Russia’s largest forex broker, Alpari, decided to withdraw its license application in Malta and is pursuing different options. In a statement to online media Finance Magnates, the company said it is still committed to establishing a European STP regulated unit.
In fact, Alpari had a UK-regulated branch, however it went insolvent in January 2015 after the Swiss franc shock, which caused extreme lack of liquidity. The company has pretty solid reputation in Europe (and especially in Eastern Europe) and a number of regulation options in the EU, so it is considering licensing in member states, other than Malta.
“Alpari is willing to pursue its new license in Europe giving all possible comfort to the European regulators to carry on their duties unpressured, while at the same time safeguarding its right to choose what it considers to be its best option. As a result, we have decided to withdraw our license application in Malta and we are actually pursuing different options,” commented Roberto d’Ambrosio, CEO of Alpari Research & Analysis Limited.
The licensing process of forex brokers in general and in Europe in particular, has indeed become very strict. The single regulator for financial services in Malta is the Malta Financial Services Authority (MFSA). In order to acquire a license from MSFA, financial services providers must: hold net tangible assets amounting to at least €730,000 and this minimum capital requirement should be satisfied on an ongoing basis; they are required to have local presence, to put in place adequate internal controls for their everyday operations, to maintain a risk management system, and regularly report to MFSA, among other requirements.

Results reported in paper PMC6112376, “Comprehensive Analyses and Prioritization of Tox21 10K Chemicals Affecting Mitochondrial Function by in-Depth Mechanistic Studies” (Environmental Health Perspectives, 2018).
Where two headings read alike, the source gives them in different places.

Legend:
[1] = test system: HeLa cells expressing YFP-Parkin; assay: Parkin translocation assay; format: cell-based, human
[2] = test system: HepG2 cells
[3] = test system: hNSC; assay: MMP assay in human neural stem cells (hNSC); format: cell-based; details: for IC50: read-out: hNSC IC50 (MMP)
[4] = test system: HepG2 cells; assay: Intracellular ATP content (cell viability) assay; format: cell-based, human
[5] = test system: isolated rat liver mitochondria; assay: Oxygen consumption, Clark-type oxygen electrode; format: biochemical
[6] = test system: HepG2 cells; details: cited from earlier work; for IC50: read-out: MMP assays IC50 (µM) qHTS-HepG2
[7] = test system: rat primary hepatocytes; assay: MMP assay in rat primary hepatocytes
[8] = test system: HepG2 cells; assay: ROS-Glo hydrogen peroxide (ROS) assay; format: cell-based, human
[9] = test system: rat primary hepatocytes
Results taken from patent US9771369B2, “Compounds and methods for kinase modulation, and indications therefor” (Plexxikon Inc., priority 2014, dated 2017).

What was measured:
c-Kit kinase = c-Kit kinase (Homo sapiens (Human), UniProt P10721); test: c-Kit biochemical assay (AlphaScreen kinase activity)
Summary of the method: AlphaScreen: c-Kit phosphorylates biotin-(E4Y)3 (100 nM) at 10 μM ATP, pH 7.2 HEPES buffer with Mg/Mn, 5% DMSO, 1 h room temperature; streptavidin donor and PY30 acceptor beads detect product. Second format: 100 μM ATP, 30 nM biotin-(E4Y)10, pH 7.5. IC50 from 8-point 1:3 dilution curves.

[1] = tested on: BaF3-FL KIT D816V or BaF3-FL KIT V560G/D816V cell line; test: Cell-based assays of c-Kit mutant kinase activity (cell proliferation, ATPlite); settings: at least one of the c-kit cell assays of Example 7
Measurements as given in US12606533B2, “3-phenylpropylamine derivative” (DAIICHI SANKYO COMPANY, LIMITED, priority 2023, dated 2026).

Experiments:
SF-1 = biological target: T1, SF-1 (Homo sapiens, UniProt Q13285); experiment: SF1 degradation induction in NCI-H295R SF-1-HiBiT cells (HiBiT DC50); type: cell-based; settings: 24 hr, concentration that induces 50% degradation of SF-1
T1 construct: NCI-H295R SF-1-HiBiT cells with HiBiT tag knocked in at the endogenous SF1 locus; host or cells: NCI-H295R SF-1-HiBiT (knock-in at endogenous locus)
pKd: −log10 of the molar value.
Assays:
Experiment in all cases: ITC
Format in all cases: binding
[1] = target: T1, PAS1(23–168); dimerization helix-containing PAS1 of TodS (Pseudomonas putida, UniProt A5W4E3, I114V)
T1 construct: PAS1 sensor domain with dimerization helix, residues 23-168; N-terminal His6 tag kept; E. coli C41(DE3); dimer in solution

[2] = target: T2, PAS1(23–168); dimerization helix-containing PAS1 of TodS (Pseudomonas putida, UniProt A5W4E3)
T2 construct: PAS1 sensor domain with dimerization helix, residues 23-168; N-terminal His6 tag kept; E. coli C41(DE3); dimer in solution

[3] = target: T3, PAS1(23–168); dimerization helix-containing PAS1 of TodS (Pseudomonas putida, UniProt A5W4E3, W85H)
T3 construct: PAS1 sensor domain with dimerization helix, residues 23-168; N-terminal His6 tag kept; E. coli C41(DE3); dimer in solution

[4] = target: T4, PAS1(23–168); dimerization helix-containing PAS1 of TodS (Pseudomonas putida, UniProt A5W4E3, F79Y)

Alpari is interested in enhancing its global presence. In June, the company`s unit in Belarus got entered into the register of the National Bank of the Republic of Belarus (NBRB) as an authorized forex broker. However, its application for forex license in Russia was rejected by the country’s central bank.
Set up in 1998, Alpari is the leading forex broker in Russia, even though it still does not have a license from the regulator Bank of Russia, as required by law that came into effect on January 1, 2016. Headquartered in Russia, Alpari operates through its units in Saint Vincent and the Grenadines (SVG), Mauritius, and the UAE and Belarus.